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Articles in topic generally

Bumble to make Wall Street debut in a milestone moment for female founders

Whitney Wolfe Herd isn't based in Silicon Valley. She doesn't have a STEM degree and she didn't raise billions in venture capital. But Wolfe Herd's company, Bumble, is set to have one of the most high-profile technology IPOs of the year so far, in what will be a milestone moment not just for her business but for female founders generally.

[ cnn.com ]

Opinion: What the obsession with the reporter and Martin Shkreli says about us

It takes a rare, compelling story to go viral on a Sunday night the week of Christmas, but Elle.com managed it with the publication of Stephanie Clifford's "The Journalist and the Pharma Bro," a tale of how former Bloomberg News reporter Christie Smythe torpedoed her career and generally blew up her life for "Pharma Bro" Martin Shkreli, one of the most hated men in America. Shkreli became famous for price-gouging a life-saving drug and magnified his villain status by getting permanently suspended from Twitter for harassing female journalists online. He wound up in prison for fraud, which is where he sits today.

[ cnn.com ]

Analysis: Why this Texas 'election fraud' lawsuit is a joke

When most people hear "lawsuit" and "Supreme Court," they generally think something serious is going on. After all, the legal system in America is no joke! And if the Supreme Court might get involved? Well then, we all need to sit up and pay attention.

[ cnn.com ]

Opinion: Democrats' all-out battle over who deserves credit for Biden win

You simply don't get 75 plus million votes as a Democrat running for President unless you've put together a broad and ideological diverse coalition. And a broad coalition generally means the various factions of the party have put their differences aside temporarily in the service of the greater good -- defeating the Republicans. The operative word in that sentence is temporarily.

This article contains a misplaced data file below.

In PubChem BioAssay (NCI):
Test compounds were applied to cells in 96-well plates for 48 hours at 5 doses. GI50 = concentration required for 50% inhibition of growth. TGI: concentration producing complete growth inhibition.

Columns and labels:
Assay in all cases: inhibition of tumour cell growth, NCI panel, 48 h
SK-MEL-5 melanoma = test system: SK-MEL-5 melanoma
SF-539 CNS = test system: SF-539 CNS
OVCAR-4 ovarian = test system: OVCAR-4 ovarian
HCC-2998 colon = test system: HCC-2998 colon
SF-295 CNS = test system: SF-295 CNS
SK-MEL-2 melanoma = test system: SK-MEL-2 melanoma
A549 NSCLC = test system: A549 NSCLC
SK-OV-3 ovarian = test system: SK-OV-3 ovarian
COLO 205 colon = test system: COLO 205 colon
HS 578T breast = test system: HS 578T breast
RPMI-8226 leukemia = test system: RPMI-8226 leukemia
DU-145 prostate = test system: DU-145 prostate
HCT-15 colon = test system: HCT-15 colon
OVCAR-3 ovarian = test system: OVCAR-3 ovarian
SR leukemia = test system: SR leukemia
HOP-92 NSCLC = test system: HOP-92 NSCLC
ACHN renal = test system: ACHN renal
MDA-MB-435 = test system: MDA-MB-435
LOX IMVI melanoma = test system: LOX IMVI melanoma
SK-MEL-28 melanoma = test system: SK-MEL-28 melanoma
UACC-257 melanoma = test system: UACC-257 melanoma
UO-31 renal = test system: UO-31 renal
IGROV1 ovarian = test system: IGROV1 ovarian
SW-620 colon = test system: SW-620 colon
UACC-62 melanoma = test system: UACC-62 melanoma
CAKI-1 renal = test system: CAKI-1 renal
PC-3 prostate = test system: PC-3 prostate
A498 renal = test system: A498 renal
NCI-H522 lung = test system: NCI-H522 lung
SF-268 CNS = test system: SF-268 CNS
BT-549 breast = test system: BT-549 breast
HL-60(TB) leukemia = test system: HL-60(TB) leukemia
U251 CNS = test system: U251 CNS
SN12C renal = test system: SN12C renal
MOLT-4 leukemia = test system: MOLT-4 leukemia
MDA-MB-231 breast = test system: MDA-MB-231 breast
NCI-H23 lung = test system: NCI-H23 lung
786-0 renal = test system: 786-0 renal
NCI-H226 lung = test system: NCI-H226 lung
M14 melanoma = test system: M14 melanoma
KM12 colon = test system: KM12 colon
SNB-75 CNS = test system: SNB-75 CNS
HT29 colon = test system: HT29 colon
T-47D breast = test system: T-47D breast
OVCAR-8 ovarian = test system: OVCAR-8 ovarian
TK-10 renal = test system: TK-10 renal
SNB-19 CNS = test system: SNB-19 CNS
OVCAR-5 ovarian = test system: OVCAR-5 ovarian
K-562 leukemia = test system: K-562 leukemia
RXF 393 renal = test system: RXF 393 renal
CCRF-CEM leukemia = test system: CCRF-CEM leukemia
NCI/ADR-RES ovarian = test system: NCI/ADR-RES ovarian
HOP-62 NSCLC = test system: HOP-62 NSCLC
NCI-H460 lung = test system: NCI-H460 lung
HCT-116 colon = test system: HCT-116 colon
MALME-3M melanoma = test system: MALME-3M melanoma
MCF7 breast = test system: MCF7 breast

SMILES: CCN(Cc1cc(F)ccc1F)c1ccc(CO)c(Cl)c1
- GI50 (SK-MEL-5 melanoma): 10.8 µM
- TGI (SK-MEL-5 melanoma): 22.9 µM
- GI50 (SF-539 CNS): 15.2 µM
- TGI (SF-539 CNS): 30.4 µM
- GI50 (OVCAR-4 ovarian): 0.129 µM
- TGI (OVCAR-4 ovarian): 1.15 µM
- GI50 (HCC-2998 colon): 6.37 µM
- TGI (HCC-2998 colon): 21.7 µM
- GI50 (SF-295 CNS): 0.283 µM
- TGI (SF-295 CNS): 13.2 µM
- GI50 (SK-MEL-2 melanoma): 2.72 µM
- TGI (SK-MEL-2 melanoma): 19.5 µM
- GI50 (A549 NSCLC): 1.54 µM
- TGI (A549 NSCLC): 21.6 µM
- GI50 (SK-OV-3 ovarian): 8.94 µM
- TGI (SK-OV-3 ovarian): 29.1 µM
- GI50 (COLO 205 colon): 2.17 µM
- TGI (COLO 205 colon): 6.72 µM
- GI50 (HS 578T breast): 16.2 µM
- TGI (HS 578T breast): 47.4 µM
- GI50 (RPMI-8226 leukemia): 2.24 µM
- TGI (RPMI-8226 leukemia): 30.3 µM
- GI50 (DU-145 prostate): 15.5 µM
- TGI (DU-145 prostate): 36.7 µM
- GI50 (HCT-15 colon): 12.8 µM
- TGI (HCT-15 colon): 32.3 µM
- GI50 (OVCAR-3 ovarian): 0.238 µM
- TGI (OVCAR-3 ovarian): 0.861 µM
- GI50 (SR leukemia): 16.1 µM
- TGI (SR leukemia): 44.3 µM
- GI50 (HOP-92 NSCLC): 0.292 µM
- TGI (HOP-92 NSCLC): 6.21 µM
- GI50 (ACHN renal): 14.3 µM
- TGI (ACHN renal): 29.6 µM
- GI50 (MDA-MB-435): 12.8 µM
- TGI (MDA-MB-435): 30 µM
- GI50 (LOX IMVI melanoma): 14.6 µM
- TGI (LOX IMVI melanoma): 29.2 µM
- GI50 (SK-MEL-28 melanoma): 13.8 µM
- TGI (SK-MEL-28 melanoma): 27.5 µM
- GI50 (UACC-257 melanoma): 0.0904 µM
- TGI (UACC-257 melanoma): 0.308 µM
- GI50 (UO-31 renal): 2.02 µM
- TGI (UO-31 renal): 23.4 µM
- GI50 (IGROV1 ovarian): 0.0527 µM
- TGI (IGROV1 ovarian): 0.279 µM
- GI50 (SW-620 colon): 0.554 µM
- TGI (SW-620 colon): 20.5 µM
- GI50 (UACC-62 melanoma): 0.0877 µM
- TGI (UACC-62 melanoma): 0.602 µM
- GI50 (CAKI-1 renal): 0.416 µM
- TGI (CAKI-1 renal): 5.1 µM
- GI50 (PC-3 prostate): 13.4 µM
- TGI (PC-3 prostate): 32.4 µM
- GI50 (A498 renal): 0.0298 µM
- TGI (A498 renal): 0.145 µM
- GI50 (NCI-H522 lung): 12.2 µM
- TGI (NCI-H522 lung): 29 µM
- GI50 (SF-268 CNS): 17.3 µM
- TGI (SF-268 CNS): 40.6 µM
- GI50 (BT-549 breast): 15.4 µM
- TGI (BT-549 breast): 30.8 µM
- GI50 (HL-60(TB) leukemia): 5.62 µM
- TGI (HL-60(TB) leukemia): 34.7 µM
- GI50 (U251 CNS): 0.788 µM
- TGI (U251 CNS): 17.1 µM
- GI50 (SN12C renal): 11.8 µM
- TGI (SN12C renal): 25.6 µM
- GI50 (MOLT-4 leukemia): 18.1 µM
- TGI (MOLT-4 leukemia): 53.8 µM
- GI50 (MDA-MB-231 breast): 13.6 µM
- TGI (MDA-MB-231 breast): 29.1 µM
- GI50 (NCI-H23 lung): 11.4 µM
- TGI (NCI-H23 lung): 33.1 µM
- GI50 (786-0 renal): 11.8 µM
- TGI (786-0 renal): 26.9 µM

[ cnn.com ]

How South Africa is viewing Trump vs. Biden

South Africans are painfully aware that their country generally does not loom large, if at all, in the awareness of most Americans, nor in the policies of their government. But that doesn't mean they're not waiting with keen interest to see the outcome of Tuesday's race between Donald Trump and Joe Biden.

[ cnn.com ]

Trump has run a historically bad campaign

As we head into the final days of the presidential contest -- a time when candidates generally race to make their best closing arguments to the voters -- it is worth looking at how badly run the Trump campaign has been.

[ cnn.com ]

What to expect from debate moderator Chris Wallace

Brian Stelter, Molly Jong-Fast, and Mark Lukasiewicz discuss Fox journalist Chris Wallace's role as moderator of the first presidential debate. Lukasiewicz warns, "Lying works on live television. Live fact-checking is almost impossible and generally not terribly effective."

[ cnn.com ]

Emmy ratings fall again to record low

What if you threw a party -- one generally praised by critics, presented with no serious glitches in the midst of a pandemic -- and relatively speaking, nobody showed up? That's the puzzle facing the Television Academy, in the wake of another year of record-low ratings for the Emmy Awards.

[ cnn.com ]

Reading polls? Keep grains of salt handy

The belated arrival of the party nominating conventions brought with it a slew of polls measuring where voters stand on the presidential race, and the conventional wisdom around those polls suggests they all say the same thing: Joe Biden is ahead of Donald Trump by a margin that's generally larger than is seen at this stage of the race.

[ cnn.com ]

Opinion: Why the national security adviser's Covid-19 infection is a national security problem

With coronavirus casualties at sickening levels, Americans learned on Monday that no one is safe from Covid-19 -- not even the man who's supposed to be keeping Americans safe. News that US National Security Adviser Robert O'Brien has tested positive for the virus presents an immediate health risk within the walls of the White House while serving as a worrisome metaphor for the administration's coronavirus crisis management more generally. If the government couldn't keep a top-ranking official like O'Brien healthy, that doesn't instill confidence it can do the same for us.

[ cnn.com ]

How will we party post-pandemic?

In nightclubs around the world, once-crowded dance floors have remained empty for months. If you need reminding, clubbing is close contact activity: People share drinks, hug, kiss and generally invade each others personal space until the early hours of the morning.

[ cnn.com ]
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